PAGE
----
When people hear what Holden’s name is, they don’t seem to get it. Most people don’t know a Holden. They probably think I’m some sort of a weird hippie that’s into bizarre names and just liked the sound of it. The truth is, there are a lot of reasons that went into naming Holden:
- All of my children will have two syllable first names and one syllable middle names. I think five syllables for a full name is perfect.
- All of my children will have names that end in “N.” Brandon ends in “on” and Holden in “en.” If we ever did have other children, I would pick a name that ended in “an” or “in” for the next one.
I think it’s special when there is some thing shared in a family’s names.
Brandon means, “broom-covered hill” and Holden means, “hollow valley” in their English origins. I really liked the juxtaposition between the two of them once we already had Brandon named.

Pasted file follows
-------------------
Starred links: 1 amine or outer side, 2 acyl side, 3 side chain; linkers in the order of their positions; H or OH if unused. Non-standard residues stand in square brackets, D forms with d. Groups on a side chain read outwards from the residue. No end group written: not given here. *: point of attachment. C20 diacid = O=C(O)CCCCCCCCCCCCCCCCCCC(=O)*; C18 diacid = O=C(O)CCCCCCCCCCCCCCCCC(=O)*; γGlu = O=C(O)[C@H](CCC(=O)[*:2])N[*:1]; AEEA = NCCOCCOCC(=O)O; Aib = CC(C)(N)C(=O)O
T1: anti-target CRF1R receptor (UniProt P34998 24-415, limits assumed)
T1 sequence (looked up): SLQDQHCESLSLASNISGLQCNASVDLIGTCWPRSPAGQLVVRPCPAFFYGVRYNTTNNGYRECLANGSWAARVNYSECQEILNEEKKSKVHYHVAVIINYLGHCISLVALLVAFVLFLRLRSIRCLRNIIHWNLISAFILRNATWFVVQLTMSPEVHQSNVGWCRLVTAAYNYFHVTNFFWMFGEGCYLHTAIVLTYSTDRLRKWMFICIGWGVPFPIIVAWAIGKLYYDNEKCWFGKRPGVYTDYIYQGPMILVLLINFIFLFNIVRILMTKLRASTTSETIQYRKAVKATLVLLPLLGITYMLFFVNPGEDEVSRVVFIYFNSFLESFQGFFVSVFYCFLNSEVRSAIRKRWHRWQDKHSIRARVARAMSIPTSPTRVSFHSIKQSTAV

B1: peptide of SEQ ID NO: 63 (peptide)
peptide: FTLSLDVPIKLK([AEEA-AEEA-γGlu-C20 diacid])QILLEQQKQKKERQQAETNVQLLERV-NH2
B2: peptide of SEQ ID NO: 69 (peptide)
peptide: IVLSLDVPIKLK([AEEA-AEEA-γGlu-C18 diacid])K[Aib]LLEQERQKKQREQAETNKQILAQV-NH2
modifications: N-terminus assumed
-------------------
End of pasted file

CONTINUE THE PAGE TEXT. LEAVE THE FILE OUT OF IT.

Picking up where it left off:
Steve introduced me to J.D. Salinger’s The Catcher in the Rye a few years ago and I have read it annually as one of my favorite books ever since. Holden Caulfield is the name of the protagonist in the book.
Paul is a family name – the last five generations of Carter men have had “Paul” somewhere in their names. The Peleskys have also had a Paul for the past three generations that I know of. I haven’t traced ancestry to see if it goes any further.
I might put more thought into names than the average person. In fact, we almost didn’t make “Jude” Brandon’s middle name because of the initials “BJ.” But then I got over it and realized Jude was going to be in one of my children’s name and I didn’t know when I would have the opportunity again.
Holden’s initials are “HP” which happen to be my maiden name initials. I really loved my maiden name. I hold onto it with my blog domain and email address still. Now Holden can share those initials with me.
So I didn’t just like the name. The name is perfect for Holden. It suits him. And it suits us. So don’t call him Hayden. Or Colton. If you forget his name, just do what I do in the same scenario – refer to him only in pronouns.